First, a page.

Thursday, July 24, 2008

PDN Portfolio Consult

A few months back I got a call from Jeanine Fijol at PDN. She wanted me to do a formal portfolio consultation with Leslie Burns Dellacqua of Burns Auto Parts. She would review my book, promos, and website, and wed talk about ways to update and improve all of them.

At first I was fired up to do this, I'd just returned from China with some new work that I wanted to incorporate, and I was getting advice from an experienced pro for free. Then I thought maybe it's not such a good thing to have a critique of my work broadcast on PDN. What if she shredded me to bits?

Anyway, the finished feature just went up on PDN here.

This got me thinking about portfolio critiques in general. The whole thing is just so subjective I have a hard time believing there is any science to it, which is what some people think. Start strong, finish strong, this doesn't work here, that doesn't go, etc, etc, etc.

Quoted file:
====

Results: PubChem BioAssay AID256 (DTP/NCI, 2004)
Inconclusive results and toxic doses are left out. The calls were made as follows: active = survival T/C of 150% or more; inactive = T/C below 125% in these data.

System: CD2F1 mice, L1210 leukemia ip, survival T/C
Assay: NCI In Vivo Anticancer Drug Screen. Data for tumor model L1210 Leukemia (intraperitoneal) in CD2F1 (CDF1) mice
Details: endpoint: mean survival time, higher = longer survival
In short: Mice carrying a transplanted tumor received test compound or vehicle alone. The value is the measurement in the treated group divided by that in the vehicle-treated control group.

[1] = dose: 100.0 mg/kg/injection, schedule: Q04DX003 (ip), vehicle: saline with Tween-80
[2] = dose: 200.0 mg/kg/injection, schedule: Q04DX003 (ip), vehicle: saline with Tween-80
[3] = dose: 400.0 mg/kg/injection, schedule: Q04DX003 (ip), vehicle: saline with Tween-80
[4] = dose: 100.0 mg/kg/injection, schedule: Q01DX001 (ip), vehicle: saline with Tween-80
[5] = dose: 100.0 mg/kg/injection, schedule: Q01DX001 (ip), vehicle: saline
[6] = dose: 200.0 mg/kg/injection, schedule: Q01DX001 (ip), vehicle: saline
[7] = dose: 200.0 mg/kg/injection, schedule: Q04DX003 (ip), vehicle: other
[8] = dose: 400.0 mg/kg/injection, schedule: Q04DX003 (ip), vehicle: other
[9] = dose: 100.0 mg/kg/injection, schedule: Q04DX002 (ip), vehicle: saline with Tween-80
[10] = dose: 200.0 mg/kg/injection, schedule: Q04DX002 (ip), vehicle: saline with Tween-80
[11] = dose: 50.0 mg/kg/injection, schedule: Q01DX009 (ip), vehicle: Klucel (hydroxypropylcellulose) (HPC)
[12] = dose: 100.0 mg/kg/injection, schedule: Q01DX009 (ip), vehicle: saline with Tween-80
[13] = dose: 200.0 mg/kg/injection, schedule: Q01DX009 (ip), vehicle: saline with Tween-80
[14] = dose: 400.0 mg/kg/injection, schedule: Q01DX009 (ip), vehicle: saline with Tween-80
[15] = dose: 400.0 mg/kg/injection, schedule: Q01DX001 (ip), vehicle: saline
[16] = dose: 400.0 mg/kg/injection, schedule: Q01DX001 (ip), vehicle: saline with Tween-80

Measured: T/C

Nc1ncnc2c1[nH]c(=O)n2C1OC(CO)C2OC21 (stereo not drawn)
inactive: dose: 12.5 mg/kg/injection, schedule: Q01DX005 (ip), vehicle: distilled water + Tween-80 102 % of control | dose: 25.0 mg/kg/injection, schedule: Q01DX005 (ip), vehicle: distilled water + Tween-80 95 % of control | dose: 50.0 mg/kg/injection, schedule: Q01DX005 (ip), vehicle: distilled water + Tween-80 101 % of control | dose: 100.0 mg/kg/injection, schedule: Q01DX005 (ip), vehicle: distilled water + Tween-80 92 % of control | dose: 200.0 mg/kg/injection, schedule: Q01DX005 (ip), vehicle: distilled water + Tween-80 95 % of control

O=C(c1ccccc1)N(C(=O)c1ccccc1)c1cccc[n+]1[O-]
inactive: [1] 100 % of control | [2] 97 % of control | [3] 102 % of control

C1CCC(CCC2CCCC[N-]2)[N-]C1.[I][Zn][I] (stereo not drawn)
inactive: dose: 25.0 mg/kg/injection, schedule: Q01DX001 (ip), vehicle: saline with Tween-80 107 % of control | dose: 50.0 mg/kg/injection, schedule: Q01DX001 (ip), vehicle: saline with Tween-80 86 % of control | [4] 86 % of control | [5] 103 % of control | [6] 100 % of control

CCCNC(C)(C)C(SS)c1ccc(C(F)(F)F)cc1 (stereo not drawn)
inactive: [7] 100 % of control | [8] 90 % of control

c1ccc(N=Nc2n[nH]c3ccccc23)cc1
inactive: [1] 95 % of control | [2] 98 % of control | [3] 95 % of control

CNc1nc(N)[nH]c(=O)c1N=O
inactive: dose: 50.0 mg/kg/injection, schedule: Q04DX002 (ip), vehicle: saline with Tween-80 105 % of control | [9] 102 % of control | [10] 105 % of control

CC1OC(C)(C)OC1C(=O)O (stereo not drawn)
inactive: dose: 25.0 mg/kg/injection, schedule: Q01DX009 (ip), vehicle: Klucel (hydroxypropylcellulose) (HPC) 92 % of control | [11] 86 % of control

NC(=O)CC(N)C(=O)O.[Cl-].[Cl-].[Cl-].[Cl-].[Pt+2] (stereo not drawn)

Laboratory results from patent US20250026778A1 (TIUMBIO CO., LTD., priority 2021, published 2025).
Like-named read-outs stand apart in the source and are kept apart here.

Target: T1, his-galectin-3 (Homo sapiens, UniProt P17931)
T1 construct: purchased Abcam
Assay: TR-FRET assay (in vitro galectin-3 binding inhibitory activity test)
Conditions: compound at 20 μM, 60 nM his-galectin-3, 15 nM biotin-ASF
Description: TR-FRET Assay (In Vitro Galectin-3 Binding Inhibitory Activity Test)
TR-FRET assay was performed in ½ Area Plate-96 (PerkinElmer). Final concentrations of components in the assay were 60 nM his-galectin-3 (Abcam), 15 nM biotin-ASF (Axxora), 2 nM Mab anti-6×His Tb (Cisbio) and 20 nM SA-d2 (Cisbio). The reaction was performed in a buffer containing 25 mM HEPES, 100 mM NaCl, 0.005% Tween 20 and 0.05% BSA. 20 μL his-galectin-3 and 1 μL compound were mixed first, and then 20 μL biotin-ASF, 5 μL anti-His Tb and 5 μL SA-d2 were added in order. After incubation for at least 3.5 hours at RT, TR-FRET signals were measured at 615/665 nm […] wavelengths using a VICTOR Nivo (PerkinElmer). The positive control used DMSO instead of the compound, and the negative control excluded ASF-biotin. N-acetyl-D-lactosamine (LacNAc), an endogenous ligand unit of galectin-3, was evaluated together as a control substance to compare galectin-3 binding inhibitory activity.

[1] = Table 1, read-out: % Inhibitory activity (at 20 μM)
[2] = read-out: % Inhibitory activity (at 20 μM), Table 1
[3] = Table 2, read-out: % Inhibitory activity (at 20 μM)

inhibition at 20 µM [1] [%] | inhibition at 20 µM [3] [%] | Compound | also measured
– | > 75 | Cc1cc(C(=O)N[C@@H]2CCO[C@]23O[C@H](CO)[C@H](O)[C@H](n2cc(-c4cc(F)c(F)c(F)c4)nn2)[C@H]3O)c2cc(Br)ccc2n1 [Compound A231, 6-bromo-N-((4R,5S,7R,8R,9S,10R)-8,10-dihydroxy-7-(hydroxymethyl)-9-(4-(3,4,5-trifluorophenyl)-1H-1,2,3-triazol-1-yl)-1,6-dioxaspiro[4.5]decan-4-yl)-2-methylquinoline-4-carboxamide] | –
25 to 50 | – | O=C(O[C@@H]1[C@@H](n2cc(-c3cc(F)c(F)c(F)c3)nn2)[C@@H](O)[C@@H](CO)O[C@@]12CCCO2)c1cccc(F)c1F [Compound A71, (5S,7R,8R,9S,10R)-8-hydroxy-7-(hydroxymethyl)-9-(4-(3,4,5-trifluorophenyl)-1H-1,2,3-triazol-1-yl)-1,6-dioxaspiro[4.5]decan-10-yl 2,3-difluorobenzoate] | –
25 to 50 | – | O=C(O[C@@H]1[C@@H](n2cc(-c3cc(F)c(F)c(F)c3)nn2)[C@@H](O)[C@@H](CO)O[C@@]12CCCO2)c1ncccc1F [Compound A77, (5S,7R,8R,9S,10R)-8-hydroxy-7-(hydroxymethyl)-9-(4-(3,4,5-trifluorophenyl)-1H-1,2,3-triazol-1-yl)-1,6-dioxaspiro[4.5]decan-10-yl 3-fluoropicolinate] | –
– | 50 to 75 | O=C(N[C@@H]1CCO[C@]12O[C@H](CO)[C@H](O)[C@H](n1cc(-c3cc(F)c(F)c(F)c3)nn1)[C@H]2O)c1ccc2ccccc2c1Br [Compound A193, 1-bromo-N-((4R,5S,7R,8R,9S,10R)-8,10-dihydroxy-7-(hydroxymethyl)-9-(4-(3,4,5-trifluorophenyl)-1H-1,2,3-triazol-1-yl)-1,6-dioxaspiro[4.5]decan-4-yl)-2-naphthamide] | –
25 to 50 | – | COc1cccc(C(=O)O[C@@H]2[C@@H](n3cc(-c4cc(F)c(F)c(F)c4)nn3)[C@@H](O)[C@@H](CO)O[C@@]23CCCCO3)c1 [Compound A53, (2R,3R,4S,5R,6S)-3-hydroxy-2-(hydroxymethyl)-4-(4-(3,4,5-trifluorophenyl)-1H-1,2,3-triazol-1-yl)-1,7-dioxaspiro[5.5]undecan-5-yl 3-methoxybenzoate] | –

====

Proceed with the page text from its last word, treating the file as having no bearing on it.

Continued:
Fact is, if you have 30 kick ass images, it doesn't really matter what order they're in. So much of how we perceive images is based on our own personal experience, which changes from person to person, and from one day to the next. Once sequence of images will make one art director laugh out loud, and make another put the book down and go get another latte. Maybe after they pound their latte, the pictures will mean something different.

That said, I thought some of Leslie's points were right on, and others a bit off. Overall it was positive, and I feel like the book, website, and promos are heading in the right direction. Pretty much the same as I felt before the consult.

In the end does it really matter what someone else thinks of my work as long as I am ok with it?

My new personal Blog Consultant Thomas Broening has some interesting things to say about Portfolio Consultants.

1 comment:

Rob Prideaux said...

You stole my blog consultant.

Seriously though, the whole freelance, independent operator bit makes this kind of stuff hard.

I meet with two groups of photographers. One is a bunch of photo assistants and the other is a bunch of fine art people. I get so many points of view that it's sometimes hard to choose, but I'm never short on input, and after a while a kind of theme aggregates, and that's what I usually go with.